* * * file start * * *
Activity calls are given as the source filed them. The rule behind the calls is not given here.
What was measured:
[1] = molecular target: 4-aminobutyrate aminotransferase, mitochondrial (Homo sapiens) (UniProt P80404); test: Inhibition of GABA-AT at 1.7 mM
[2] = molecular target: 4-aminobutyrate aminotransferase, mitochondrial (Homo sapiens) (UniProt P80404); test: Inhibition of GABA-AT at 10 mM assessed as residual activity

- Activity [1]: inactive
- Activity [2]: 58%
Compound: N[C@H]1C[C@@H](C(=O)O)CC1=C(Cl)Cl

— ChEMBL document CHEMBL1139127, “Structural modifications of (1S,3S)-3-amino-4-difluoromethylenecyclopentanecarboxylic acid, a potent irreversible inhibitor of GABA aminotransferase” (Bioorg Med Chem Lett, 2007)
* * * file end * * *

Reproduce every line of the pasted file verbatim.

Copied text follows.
Activity calls are given as the source filed them. The rule behind the calls is not given here.
What was measured:
[1] = molecular target: 4-aminobutyrate aminotransferase, mitochondrial (Homo sapiens) (UniProt P80404); test: Inhibition of GABA-AT at 1.7 mM
[2] = molecular target: 4-aminobutyrate aminotransferase, mitochondrial (Homo sapiens) (UniProt P80404); test: Inhibition of GABA-AT at 10 mM assessed as residual activity

- Activity [1]: inactive
- Activity [2]: 58%
Compound: N[C@H]1C[C@@H](C(=O)O)CC1=C(Cl)Cl

— ChEMBL document CHEMBL1139127, “Structural modifications of (1S,3S)-3-amino-4-difluoromethylenecyclopentanecarboxylic acid, a potent irreversible inhibitor of GABA aminotransferase” (Bioorg Med Chem Lett, 2007)